Argg! Before even looking at a clue I had a soaked (from sprinklers?) paper. I spread the paper out on the garage floor to (maybe?) dry. Impatient, I went to the corner store to get a dry copy. Got home and discovered it was the early edition Sunday's paper! Crap. So, I go out again to 3 different stores; finally the guy at the farthest c-store said, in his APU-ish accent, "They don't print Saturday for sale, only Sunday." I explained my plight and he offered empathy and to sell me cigars [we see each other weekly :-)]. By the time I finished the journey, my home-delivered puzzle (not @36a) was dry. I lit a newly-purchased cigar and got down to the puzzle.

Misty - I feel you. I don't know if it was earlier frustration or just couldn't operate on Robyn's wavelength today. On my Hz, I saw 8a's "More than just passed" and went right to the Dead Parrot Sketch; deader?, Ancient... 11d filled as love letter. I danced the Tango and crossed it with taro [sic] cards for Yakutsk [haven't played RISK in 29 years]. I moved onto the south and did well (though I upgraded to King b/f a VIEW). I had to lookup 1&2d to finally DEBUNK my train-of-though "kills immediately as an idea." A glance at Splynter's grid finally untangled the two-Tango'n' and things came up ROSES.

Thanks Robyn for an above-my-pay-grade grid but I had fun. TEETER is cute, as is HECKLES' c/a (esp w/ clecho INKS). Clue for RTE was brilliant! However, CRUSTAtion[sic b/f dictionary] is devious. I knew Sebastian was a CRAB and comic-relief but there were too many blocks(?). Les Possons would fit with one less 'S.' :-)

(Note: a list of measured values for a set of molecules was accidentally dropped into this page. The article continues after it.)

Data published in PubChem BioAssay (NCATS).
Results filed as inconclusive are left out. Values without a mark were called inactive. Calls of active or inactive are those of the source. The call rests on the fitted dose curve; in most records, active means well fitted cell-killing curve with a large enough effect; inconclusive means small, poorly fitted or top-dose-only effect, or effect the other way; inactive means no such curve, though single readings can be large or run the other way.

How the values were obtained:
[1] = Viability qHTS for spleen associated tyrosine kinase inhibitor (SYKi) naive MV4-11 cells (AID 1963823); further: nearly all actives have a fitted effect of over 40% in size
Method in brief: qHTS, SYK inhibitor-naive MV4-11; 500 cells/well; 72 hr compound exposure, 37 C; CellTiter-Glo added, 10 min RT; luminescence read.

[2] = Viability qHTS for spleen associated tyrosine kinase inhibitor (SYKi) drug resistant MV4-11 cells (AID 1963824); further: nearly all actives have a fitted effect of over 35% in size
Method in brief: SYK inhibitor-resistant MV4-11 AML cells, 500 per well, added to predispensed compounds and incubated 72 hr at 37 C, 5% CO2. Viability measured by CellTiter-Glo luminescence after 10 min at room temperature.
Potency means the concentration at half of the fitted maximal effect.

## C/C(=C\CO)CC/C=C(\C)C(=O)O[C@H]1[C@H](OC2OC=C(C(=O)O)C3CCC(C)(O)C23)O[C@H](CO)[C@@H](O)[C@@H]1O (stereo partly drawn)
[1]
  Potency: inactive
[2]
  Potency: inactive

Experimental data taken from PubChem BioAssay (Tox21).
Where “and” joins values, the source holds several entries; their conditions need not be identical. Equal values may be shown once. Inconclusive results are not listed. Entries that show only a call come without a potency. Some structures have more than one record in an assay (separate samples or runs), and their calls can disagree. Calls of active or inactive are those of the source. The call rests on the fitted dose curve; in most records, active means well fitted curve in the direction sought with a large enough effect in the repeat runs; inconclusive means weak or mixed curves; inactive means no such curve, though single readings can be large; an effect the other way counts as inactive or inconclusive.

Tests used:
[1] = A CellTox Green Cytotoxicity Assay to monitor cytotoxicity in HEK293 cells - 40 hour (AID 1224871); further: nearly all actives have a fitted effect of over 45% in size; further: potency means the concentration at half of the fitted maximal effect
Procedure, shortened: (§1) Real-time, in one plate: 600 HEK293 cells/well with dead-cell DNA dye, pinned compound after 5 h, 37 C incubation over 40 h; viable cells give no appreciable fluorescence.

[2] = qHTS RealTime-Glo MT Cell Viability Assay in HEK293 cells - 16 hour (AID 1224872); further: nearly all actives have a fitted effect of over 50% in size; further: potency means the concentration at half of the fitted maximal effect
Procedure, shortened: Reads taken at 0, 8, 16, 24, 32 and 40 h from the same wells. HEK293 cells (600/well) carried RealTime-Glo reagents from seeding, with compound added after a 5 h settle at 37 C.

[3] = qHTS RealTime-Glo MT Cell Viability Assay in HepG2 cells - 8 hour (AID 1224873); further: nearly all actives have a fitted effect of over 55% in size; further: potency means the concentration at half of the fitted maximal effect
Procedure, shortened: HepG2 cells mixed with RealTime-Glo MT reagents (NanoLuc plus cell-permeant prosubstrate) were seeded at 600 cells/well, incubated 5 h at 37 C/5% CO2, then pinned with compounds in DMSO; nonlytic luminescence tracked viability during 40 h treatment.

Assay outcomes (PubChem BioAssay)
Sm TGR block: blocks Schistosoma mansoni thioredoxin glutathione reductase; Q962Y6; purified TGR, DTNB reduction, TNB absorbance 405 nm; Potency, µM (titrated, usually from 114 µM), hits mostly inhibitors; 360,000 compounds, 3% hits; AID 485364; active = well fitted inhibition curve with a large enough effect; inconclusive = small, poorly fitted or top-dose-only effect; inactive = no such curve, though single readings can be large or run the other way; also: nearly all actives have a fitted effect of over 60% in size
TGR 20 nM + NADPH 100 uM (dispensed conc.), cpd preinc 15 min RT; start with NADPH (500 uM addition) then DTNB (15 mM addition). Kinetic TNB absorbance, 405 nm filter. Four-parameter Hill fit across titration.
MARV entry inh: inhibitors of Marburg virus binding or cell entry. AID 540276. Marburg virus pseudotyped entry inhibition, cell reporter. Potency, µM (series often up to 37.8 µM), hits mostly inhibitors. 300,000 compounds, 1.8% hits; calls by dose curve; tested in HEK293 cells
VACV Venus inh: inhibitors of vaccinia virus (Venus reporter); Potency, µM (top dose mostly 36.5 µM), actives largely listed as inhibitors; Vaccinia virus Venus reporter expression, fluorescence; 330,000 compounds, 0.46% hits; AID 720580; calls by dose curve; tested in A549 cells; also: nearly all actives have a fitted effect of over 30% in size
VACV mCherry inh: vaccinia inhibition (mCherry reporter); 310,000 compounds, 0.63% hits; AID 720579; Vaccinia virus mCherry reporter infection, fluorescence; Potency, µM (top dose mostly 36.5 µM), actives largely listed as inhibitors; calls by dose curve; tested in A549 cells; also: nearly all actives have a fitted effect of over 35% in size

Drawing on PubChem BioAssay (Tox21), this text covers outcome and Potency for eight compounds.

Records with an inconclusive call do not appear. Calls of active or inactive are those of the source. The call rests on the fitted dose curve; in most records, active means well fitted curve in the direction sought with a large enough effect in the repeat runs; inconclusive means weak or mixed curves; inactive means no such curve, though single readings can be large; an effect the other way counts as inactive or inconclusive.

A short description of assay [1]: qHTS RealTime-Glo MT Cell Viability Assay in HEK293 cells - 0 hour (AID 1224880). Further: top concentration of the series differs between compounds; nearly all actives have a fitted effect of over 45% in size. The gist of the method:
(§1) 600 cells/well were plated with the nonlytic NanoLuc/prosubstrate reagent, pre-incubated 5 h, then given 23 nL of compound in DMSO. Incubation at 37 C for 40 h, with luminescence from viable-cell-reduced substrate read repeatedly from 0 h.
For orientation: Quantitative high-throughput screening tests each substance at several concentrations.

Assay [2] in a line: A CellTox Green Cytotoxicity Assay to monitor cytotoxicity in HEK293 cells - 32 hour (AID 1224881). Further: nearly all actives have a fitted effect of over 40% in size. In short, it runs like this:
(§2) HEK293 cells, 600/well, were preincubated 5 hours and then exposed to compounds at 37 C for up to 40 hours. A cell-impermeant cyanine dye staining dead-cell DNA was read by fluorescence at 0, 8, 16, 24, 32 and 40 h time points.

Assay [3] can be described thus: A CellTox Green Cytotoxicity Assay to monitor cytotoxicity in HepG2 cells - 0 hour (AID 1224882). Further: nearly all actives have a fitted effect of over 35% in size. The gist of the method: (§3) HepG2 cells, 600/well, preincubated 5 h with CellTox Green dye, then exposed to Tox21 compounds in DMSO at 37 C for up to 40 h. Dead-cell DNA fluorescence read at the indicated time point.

Thanks Splynter for 'splainin' LEASE; I got it but didn't 'get' it. Great expo too.

{C} - BTW OKL, your use of TUSK yesterday make easy INKS @13d today; giving me SUDOKU and IKEA, ASP. I was still stuck with A--LIT @6a but at least I knew 'deader' was wrong :-)

Y'all have a great Sat; Girls & I will - we just set the dough to rise for Pizza!

Cheers, -T

Wilbur Charles said...

I agree Tawnya. It's hard to get past the cruciverba-phobia but Monday and Tuesday are good starts. I love to ask a non-xwer pop culture questions re. My xword and

Splynter, MY BAD. I just went back and spotted VENUS.

Garfield is one of the six out of seven presidents that were also generals. (Post civil war) GRANTed Johnson and Arthur were a stretch